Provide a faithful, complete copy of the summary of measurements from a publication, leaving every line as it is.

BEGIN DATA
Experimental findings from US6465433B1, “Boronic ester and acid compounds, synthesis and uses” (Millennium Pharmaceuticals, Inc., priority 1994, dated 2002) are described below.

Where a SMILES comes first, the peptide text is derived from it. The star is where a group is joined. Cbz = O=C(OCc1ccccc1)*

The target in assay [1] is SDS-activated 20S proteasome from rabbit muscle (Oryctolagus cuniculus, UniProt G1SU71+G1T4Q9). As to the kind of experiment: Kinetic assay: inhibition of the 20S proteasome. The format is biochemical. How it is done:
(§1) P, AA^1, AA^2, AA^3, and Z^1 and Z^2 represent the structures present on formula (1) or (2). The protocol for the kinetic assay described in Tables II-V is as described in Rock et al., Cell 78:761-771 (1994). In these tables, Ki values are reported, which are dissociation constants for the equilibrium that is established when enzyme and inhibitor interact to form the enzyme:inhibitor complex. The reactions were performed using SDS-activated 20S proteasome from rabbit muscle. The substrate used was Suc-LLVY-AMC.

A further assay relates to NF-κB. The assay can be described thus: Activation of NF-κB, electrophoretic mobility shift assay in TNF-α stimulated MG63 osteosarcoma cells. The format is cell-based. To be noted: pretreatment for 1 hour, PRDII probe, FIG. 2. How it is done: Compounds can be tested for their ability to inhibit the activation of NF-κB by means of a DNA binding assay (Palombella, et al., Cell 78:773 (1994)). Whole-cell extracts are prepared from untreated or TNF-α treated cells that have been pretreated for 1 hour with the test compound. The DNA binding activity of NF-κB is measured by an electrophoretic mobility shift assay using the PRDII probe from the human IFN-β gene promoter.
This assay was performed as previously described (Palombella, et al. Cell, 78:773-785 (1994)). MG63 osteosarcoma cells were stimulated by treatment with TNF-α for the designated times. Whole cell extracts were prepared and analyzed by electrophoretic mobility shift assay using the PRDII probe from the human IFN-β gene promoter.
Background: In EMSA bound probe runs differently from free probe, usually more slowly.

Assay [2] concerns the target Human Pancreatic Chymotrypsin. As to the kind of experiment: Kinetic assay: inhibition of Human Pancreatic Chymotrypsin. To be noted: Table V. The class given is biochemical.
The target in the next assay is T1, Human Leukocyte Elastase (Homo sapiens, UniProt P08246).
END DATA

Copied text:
Experimental findings from US6465433B1, “Boronic ester and acid compounds, synthesis and uses” (Millennium Pharmaceuticals, Inc., priority 1994, dated 2002) are described below.

Where a SMILES comes first, the peptide text is derived from it. The star is where a group is joined. Cbz = O=C(OCc1ccccc1)*

The target in assay [1] is SDS-activated 20S proteasome from rabbit muscle (Oryctolagus cuniculus, UniProt G1SU71+G1T4Q9). As to the kind of experiment: Kinetic assay: inhibition of the 20S proteasome. The format is biochemical. How it is done:
(§1) P, AA^1, AA^2, AA^3, and Z^1 and Z^2 represent the structures present on formula (1) or (2). The protocol for the kinetic assay described in Tables II-V is as described in Rock et al., Cell 78:761-771 (1994). In these tables, Ki values are reported, which are dissociation constants for the equilibrium that is established when enzyme and inhibitor interact to form the enzyme:inhibitor complex. The reactions were performed using SDS-activated 20S proteasome from rabbit muscle. The substrate used was Suc-LLVY-AMC.

A further assay relates to NF-κB. The assay can be described thus: Activation of NF-κB, electrophoretic mobility shift assay in TNF-α stimulated MG63 osteosarcoma cells. The format is cell-based. To be noted: pretreatment for 1 hour, PRDII probe, FIG. 2. How it is done: Compounds can be tested for their ability to inhibit the activation of NF-κB by means of a DNA binding assay (Palombella, et al., Cell 78:773 (1994)). Whole-cell extracts are prepared from untreated or TNF-α treated cells that have been pretreated for 1 hour with the test compound. The DNA binding activity of NF-κB is measured by an electrophoretic mobility shift assay using the PRDII probe from the human IFN-β gene promoter.
This assay was performed as previously described (Palombella, et al. Cell, 78:773-785 (1994)). MG63 osteosarcoma cells were stimulated by treatment with TNF-α for the designated times. Whole cell extracts were prepared and analyzed by electrophoretic mobility shift assay using the PRDII probe from the human IFN-β gene promoter.
Background: In EMSA bound probe runs differently from free probe, usually more slowly.

Assay [2] concerns the target Human Pancreatic Chymotrypsin. As to the kind of experiment: Kinetic assay: inhibition of Human Pancreatic Chymotrypsin. To be noted: Table V. The class given is biochemical.
The target in the next assay is T1, Human Leukocyte Elastase (Homo sapiens, UniProt P08246).